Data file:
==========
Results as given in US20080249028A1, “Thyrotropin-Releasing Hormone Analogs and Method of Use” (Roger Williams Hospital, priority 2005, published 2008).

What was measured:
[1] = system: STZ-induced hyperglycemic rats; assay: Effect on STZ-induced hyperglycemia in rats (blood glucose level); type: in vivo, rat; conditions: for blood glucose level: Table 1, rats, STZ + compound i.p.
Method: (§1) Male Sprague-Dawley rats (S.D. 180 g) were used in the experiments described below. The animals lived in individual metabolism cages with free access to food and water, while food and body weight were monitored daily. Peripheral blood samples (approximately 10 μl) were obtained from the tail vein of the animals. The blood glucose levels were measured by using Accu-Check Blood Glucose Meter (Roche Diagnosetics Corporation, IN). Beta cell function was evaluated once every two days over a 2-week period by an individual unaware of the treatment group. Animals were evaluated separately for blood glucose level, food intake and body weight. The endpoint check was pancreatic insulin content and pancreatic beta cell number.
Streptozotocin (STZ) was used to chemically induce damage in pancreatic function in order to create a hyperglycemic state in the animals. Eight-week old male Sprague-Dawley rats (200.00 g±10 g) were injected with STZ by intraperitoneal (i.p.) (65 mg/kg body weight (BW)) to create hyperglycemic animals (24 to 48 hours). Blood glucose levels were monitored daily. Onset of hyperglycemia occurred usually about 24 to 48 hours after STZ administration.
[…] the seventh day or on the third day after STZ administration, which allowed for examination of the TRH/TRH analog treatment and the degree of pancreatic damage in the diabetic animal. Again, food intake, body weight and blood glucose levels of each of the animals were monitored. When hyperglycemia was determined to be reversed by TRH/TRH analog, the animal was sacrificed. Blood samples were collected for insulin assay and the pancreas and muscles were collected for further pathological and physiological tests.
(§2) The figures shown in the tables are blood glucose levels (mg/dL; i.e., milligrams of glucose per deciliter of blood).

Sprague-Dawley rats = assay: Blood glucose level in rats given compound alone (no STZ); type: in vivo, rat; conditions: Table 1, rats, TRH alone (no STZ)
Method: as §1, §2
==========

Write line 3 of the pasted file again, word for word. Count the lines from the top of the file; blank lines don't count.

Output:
[1] = system: STZ-induced hyperglycemic rats; assay: Effect on STZ-induced hyperglycemia in rats (blood glucose level); type: in vivo, rat; conditions: for blood glucose level: Table 1, rats, STZ + compound i.p.